Barclays hopes its new CoCo will prove a hit with investors

 
Steve Dinneen
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BARCLAYS is experimenting with a new contingent convertible (CoCo) in a bid to prepare itself for new European capital rules.

It has devised a new CoCo that would not only convert to equity if the bank’s capital ratio declined, but convert back again if things improved again.

The debt instruments will count towards capital buffers required of global systemically important financial institutions (GSifis).

High-yielding CoCos are riskier than bonds but are in great demand as the chance of banks’ capital ratios declining to levels that would trigger the equity switch decline.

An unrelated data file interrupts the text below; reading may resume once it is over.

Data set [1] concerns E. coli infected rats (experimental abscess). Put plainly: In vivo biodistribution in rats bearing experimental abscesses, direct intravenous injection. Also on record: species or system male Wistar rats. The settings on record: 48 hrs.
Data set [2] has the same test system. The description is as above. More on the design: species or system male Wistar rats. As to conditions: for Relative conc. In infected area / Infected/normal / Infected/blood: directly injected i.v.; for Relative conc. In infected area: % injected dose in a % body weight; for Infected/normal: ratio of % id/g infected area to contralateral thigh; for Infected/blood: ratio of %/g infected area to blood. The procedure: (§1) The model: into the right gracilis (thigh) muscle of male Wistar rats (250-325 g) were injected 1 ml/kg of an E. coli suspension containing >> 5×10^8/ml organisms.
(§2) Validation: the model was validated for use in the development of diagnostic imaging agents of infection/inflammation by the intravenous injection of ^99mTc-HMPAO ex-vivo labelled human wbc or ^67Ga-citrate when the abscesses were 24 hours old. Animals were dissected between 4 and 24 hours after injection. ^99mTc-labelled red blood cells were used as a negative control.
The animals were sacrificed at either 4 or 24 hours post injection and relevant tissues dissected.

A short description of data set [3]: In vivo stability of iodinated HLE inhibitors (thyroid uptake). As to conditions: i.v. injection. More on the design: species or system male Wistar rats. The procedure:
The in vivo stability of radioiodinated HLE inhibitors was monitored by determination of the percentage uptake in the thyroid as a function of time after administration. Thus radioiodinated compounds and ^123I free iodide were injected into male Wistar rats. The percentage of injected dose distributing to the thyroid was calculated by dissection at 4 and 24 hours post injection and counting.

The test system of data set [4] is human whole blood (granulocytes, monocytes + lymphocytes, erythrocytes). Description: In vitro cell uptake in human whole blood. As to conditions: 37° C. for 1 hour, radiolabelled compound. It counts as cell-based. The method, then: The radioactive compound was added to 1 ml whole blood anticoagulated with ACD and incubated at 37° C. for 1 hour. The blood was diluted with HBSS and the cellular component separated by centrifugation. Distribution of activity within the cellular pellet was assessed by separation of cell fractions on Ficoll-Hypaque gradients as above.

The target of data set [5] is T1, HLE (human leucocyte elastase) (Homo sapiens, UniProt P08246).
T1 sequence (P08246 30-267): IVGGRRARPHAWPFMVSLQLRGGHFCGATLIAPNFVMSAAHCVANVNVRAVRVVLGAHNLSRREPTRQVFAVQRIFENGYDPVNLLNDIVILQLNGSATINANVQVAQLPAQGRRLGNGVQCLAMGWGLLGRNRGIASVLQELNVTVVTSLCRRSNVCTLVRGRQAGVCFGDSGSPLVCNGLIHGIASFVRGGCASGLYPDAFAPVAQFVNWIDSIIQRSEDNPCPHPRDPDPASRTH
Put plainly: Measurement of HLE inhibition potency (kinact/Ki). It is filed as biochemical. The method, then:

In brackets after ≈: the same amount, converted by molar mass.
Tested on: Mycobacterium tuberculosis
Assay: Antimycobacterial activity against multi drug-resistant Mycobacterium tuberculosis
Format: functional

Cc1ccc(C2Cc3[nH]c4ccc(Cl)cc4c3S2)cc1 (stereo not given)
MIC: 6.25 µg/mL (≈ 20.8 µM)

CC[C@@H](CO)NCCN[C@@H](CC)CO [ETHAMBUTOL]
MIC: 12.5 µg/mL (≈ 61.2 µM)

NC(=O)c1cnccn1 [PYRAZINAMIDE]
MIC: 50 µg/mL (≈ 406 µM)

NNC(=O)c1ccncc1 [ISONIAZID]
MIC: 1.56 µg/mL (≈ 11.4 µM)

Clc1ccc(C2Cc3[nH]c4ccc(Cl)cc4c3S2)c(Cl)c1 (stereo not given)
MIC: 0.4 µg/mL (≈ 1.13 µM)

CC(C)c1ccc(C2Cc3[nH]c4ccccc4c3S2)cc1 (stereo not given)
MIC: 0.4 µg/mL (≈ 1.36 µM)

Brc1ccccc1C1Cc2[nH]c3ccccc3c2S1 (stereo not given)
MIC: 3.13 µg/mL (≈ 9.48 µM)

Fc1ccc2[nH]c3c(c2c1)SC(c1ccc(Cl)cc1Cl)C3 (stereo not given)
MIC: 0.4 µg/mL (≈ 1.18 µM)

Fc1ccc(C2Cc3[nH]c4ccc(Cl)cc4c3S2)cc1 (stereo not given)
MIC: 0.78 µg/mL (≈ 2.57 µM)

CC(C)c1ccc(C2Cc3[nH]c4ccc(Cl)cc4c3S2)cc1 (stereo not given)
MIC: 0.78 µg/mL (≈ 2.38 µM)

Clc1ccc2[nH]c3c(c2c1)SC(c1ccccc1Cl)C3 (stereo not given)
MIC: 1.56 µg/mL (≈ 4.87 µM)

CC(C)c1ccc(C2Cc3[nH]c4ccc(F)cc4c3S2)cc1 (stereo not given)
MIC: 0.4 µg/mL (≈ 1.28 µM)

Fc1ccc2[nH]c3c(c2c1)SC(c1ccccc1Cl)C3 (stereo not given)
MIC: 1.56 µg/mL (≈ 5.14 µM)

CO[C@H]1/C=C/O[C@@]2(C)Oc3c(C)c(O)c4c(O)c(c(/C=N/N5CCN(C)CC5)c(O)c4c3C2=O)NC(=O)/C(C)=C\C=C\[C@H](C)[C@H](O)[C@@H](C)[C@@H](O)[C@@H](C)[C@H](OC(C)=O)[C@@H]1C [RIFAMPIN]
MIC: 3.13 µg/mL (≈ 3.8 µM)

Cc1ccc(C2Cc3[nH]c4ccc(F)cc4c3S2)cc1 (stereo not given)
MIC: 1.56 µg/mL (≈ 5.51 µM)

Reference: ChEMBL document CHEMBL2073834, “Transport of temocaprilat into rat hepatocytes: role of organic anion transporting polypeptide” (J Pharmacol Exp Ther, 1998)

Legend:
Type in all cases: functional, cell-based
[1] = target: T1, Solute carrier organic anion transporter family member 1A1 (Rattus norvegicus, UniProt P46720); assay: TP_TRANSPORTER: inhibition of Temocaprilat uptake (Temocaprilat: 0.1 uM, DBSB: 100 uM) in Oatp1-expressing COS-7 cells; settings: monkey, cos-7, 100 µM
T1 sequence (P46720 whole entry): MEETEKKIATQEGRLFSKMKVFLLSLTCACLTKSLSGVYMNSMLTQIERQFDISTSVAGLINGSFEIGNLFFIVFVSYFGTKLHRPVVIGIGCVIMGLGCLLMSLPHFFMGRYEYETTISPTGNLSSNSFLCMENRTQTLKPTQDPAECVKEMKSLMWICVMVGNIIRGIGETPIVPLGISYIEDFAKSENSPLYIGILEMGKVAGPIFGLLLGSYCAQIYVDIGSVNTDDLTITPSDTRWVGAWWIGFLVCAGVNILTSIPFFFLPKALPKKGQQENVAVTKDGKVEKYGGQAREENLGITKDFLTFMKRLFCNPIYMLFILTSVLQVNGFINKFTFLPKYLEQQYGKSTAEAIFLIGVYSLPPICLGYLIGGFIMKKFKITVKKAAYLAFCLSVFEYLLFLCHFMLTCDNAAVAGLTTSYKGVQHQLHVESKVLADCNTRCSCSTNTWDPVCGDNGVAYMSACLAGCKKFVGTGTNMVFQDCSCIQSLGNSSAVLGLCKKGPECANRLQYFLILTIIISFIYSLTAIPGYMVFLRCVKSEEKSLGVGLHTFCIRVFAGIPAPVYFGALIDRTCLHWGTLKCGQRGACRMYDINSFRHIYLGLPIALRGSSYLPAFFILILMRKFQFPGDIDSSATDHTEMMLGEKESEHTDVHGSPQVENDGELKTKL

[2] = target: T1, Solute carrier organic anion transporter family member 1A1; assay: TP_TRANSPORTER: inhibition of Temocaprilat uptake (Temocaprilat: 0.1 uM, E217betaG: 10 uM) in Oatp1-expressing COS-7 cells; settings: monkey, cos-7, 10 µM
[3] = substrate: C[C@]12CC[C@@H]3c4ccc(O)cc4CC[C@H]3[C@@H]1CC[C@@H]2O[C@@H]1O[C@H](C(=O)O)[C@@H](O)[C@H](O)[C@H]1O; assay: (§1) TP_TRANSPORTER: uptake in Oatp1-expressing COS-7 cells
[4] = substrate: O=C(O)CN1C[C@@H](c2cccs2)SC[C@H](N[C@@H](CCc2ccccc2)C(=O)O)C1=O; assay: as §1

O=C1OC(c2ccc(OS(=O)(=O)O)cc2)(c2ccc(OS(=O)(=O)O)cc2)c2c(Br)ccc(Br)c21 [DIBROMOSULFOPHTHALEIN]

Barclays finance director Chris Lucas is believed to be interested in blazing the trail, which could make it the industry leader in the financial instrument.

A Barclays spokesman declined to comment. However, a source close to Barclays told City A.M.: “We believe we have enough extra capital to meet the new rules. However, given the changes coming up with Basel we are looking at a range of possible routes we can follow to shore up our position. It would be a surprise to shareholders if we weren’t doing this.”